There were; however, further changes that Labor sought which the government was not willing to accept in committee. Those changes were listed as recommendations in an additional comment by Labor senators. In the Senate on Monday, my colleague Senator Collins moved amendments to implement each of these recommendations. Though the government had initially resisted these changes, three of these amendments did eventually attract government support and were able to pass the Senate. I will briefly discuss each of those three amendments.
I turn, first, to additional comment recommendation 1. Labor successfully moved an amendment opposing the measure in the original bill which provides for appointment of the registrar of the AAT by the Governor-General. The current act provides for the registrar to be appointed on the nomination of the president. Labor considers this appropriate as the registrar is tasked by section 24B of the act with 'assisting' the president in the management of the tribunal. This relationship, and by extension the position of the president and the independence of the tribunal, is protected by the nomination requirement in the act. No compelling reason was provided for why this practice should be departed from.
I turn to additional comment recommendation 3. Labor also successfully moved an amendment to remove the measure in the bill which removed the requirement for an address by each house of parliament before an AAT member can be removed, instead allowing the Governor-General to dismiss a member. This proposed change went to the independence of the tribunal. While the SSAT and the MRT-RRT presently allow for removal of members by the Governor-General, Labor takes the view that amalgamation should lift those tribunals to the present standard of the AAT rather than lower standards for the entire jurisdiction.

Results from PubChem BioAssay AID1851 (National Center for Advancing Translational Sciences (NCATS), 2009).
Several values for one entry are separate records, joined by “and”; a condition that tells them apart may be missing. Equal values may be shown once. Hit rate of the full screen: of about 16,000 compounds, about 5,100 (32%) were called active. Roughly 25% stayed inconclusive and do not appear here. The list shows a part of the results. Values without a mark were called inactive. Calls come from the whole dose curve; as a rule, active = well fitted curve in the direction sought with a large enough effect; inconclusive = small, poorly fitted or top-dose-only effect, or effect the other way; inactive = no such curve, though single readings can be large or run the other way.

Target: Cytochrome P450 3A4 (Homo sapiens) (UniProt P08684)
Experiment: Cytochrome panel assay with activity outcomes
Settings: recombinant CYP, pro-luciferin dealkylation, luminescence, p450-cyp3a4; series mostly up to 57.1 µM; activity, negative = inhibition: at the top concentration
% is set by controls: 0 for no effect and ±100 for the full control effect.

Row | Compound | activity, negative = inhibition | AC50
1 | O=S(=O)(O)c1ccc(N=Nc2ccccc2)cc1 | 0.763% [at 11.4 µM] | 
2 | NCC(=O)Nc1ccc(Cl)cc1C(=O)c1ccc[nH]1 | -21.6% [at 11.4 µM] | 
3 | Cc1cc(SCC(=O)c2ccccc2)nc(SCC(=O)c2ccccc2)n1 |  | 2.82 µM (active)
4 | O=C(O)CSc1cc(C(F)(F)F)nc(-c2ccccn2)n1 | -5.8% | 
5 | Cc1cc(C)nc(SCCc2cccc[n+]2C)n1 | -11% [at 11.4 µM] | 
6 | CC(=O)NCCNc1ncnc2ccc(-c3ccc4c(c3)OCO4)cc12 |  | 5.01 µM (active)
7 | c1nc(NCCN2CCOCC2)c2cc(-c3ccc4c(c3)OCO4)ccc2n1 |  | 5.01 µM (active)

I turn to additional comment recommendation 4. Labor successfully moved an amendment to the bill to create a specialist FOI division of the new amalgamated AAT. Members will be aware that the government's Freedom of Information (New Arrangements) Bill 2014, presently in the Senate, would confer responsibility for determining disputes about FOI applications in the first instance on the AAT. At present, the specialist body the Office of the Australian Information Commissioner fulfils that role. We oppose that bill. It is nothing less than an attack on the FOI system, and the government has, thankfully, not been unable to pass it through the Senate. Embarrassingly, in the recent budget the government has been forced to reallocate funding to the Office of the Information Commissioner a year after announcing that office's abolition. Nonetheless, we want to take this opportunity to ensure that the AAT is better able to handle FOI disputes whether the government's FOI bill passes or not. Accordingly, we moved in the Senate to amend the bill to create a specialist division of the AAT to deal with FOI matters.
As I said, on each of these three recommendations the government was eventually willing to come round to our point of view, and I thank the government for that. There was one outstanding point of disagreement, however, and that is additional comment recommendation 2. In the Senate, Labor was unsuccessful in moving an amendment to remove the measure in the bill which changes the venue for certain appeals from the Family Court to the Federal Court. The bill would give the Federal Court jurisdiction to hear appeals from the federal circuit court following an appeal from a child support first review and to hear referrals on questions of law. While this measure would be consistent with the general jurisdiction of the Federal Court over matters arising in the AAT, the Family Court has noted in its submission to the Senate committee that it, the Family Court, is the court with expertise in child support matters. Labor cannot see how any convenience is achieved by the change in venue, for what the department conceded at the committee hearings is a small number of matters would outweigh the disruption of accepted practice. We regret that the government has taken a different view and did not support our amendment, which as a consequence was not passed.
Nonetheless, the bill as a whole, and especially as amended in the Senate, is a very worthwhile proposal. Labor is happy to see the tribunal consolidation project, with its long and somewhat torturous history, finally realised. I commend the bill, as amended, to the House.